The United States today has been mired in an economic crisis since 2007-08 – a depression rather than a cyclical recession – which despite rosy talk of a “recovery” (for profits!) has not reduced the level of unemployment from the figure of 23 million that it hit in 2009. Official statistics hide this stark fact by simply eliminating from the workforce all those out of work for over two years, a gimmick introduced by Bill Clinton. But these “non-people” vote, and many (particularly the ruined middle class) voted for Donald Trump. This fact is also reflected in various forms of social pathology, from the opioid crisis that has taken a particular toll on unemployed workers, the mounting death rates in areas of economic devastation (life expectancy in West Virginia is 10 years below the national average) to the growth of fascist groups.

Another key element in the proliferation of fascist and proto-fascist groups is the fact that the United States has been at war continuously ever since the counterrevolutionary destruction of the Soviet Union at the turn of the 1990s: Iraq (1991), Serbia (1994), Iraq again (1998), Serbia again (1999). Then after having sponsored Islamist mujahedin in Afghanistan in the 1980s, post 9/11 the U.S. invaded Afghanistan in 2001, to fight its former anti-Soviet allies, a war/occupation that continues 16 years later. Add in the 2003 invasion and occupation of Iraq, and now war in Syria. The result of this has been a whole layer of ex-military professionals, many of them virulently anti-Muslim, itching to put their deadly skills to use “at home.” Add to this current and former police who are incensed at the Black Lives Matter movement.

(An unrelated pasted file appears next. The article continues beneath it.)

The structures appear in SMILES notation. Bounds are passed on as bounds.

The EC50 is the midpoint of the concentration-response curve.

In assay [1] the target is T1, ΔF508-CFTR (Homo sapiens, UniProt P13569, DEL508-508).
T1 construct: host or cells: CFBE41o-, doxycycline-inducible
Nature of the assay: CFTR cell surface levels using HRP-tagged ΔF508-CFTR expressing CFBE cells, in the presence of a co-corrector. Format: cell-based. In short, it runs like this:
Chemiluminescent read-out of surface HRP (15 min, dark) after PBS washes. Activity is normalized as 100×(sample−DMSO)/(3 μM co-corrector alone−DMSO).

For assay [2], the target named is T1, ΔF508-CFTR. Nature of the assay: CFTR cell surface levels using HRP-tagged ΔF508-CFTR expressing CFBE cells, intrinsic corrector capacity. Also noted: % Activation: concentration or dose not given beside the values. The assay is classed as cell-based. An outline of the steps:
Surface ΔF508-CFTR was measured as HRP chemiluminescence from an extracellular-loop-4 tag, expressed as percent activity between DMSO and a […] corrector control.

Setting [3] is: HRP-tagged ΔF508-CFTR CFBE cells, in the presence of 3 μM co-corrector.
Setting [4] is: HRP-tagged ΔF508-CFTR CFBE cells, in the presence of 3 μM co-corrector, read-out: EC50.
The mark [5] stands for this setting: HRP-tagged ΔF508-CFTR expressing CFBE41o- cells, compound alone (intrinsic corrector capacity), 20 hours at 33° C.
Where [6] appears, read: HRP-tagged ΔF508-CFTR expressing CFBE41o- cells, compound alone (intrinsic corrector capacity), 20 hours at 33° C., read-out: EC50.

Today in the U.S. there is a continuing economic crisis and ongoing political paralysis in Washington, even with Republican/right-wing control of the White House, both houses of Congress and the Supreme Court. Both capitalist parties are stoking “anti-terrorist” hysteria, as the U.S. has had a quarter century of unrelenting imperialist war, waged by a professional army and military “contractors” (mercenaries). Add in mass unrest over the endless murders by the racist police (over 1,100 a year killed by cops) and you have one toxic culture medium. This gives rise to a notable feature of the current crop of fascists, namely that they are acting in large part as auxiliaries to the police. This is not a new phenomenon: in the 1960s, Southern sheriffs beat civil rights marchers in the day and became KKK death squads at night. But it has been particularly pronounced recently.

This was dramatically shown in the preparations for Charlottesville. While the media and politicians professed surprise, it was prepared by two previous fascist provocations there (in May and July). In the days leading up to the August events, the ultra-right organizers were discussing their deadly intentions over the Internet. The media collective Unicorn Riot received from an anonymous source chat logs of the conversations from the chat platform Discord connected with “Unite the Right.” Participants included such fascist outfits as Vanguard America, Identity Evropa, the Traditionalist Workers Party, League of the South, Anti-Communist Action as well as a number of followers of the Internet Nazi Daily Stormer.